Pacific alumnus steps up as writer for “Selena: The Series” on Netflix

Jamie Lee Curtis and Jorge Ramirez-Martinez

Jorge Ramirez-Martinez with actress Jamie Lee Curtis. (Courtesy photo.)

Confidence, enthusiasm and ambition are key reasons that Jorge Ramirez-Martinez ’08 landed a screen writing role for the popular Netflix show “Selena: The Series.”

Those attributes also were on display during his years at University of the Pacific. He recalls one such moment with hearty laughs.

“There was a time when actress Jamie Lee Curtis came to Pacific. I introduced myself and told her that I was going to be in Hollywood someday,” Ramirez-Martinez said. “She looked at me and said, ‘Oh, OK.’ Years later, when I was working on the NBC series “Black List Redemption,” she was filming “Scream Queens,” both of us at Paramount Studios. I saw her in the lot one day.”

Curtis, who attended Pacific, is the daughter of award-winning actress and iconic Pacific alumna Janet Leigh ’47. Ramirez-Martinez approached the actress and said, “I told you once when you were at Pacific that I would make it to Hollywood. Well, here I am.” Several days later, Ramirez-Martinez—wearing a Pacific sweatshirt—and Curtis crossed paths when he was having coffee.

“I asked her if we could have a picture together. She had not been to hair or makeup so she got herself beautified. It took all of one minute. She grabbed my phone and said ‘let Momma do it.’ I cherish that photo.” 

Ramirez-Martinez has been beating the odds his entire life. He is a first-generation college student whose family lived across from campus on Pacific Avenue. He filled out the last Community Involvement Program application his Stagg High School teacher had—and wound up being accepted into the program. A triple major at Pacific—English, Spanish and film—led to a master’s degree in film at University of Southern California.

“When he was a freshman, he started out as a Spanish major. He was struggling,” said Susan Giraldez, assistant professor of Spanish, and Ramirez-Martinez’s college advisor. “At the same time, he was saying I’m going to be an English major and I’m going to be a Spanish major and I’m going to be a film major. I said ‘Jorge, Jorge, get some focus.’ But he did it. And he won’t let me forget what he accomplished with that triple degree. He was an amazing student.”

Ramirez-Martinez’s passion for writing and films and previous work helped him land a job on the 10-person writing team for the Netflix series on the life of Selena Quintanilla-Perez, the queen of Tejano music and an iconic Mexican-American pop star who was killed at age 23 in 1995 by the president of her fan club.

He worked on many of the nine episodes in the first season, but his highlight was episode seven, which he co-wrote with Pamela Garcia-Rooney.

“The pressure was on us as writers for that episode. It was the love story of Selena and Chris—when they meet and fall in love. It’s a big life event in her life,” Ramirez-Martinez said. “We had to really know her life inside and out. People understand it’s not like the movie about her. It’s complementary material to the movie. It was surreal watching something that I wrote showing on TV in front of millions of people.”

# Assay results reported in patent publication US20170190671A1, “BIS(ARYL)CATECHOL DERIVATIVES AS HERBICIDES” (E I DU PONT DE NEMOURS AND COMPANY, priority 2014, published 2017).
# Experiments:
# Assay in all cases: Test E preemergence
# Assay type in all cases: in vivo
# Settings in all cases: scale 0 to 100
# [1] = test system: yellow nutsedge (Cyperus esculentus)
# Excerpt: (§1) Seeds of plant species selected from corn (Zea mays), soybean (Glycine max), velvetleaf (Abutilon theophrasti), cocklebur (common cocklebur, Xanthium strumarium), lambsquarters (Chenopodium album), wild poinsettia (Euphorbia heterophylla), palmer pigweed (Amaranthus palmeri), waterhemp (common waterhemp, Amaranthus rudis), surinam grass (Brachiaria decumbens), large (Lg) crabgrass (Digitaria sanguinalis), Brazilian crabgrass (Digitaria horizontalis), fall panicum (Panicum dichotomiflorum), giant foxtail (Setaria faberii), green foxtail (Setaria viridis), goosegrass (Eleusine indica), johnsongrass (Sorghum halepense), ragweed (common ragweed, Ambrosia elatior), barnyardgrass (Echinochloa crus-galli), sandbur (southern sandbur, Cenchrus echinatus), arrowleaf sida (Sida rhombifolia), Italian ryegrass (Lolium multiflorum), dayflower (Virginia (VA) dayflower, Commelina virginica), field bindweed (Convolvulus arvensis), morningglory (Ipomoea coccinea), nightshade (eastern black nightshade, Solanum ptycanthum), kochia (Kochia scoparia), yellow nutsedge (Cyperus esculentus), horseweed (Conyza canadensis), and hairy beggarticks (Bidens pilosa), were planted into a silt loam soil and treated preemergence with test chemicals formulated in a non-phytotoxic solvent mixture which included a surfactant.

The second season of Selena will be available on Netflix on May 4. Ramirez-Martinez solo wrote one of the episodes.

“The episode is called ‘Oh, no,’ if that tells you there will be drama involved,” he said with a smile.

Ramirez-Martinez lives in Los Angeles and gets home occasionally to Stockton to visit his mother and brother. Stockton, however, remains on his mind.

“I just finished a pilot for a show I’m calling “America’s Law” and on the first page the main character comes back to Stockton to try her first case,” Ramirez-Martinez said. “My writing often finds its way back to Stockton.”

Other creative projects at various stages of development—or in the idea phase—include a police show with storylines about the defunding of police departments, a book trilogy set in the future, a children’s book and, ultimately, his dreams of becoming a director.

“I want to do it all and create as many projects as possible,” he said. “I am very grateful for the role Pacific played in my life. Patti McCarthy, who was my film professor at Pacific, was such a great mentor. Patti told me ‘you are a writer.’ And at the time, I did not want to believe her. But she was correct. I am passionate about writing.”

“Some students want to write the next ‘Avengers’ movie, but Jorge wants to write about characters who are real and vulnerable,” said McCarthy, now assistant professor of film at Whittier College. (She taught at Pacific from 2005–18.) “He has the ability to peel back the layers of the characters and make you understand them. He has the gift of making characters seem authentic with his words.”

“Everyone wants to be a director. But the first class in which I had Jorge at Pacific, I knew he was a writer. The greatest gift you can receive as a professor is to see your student succeed. I am very proud of Jorge.”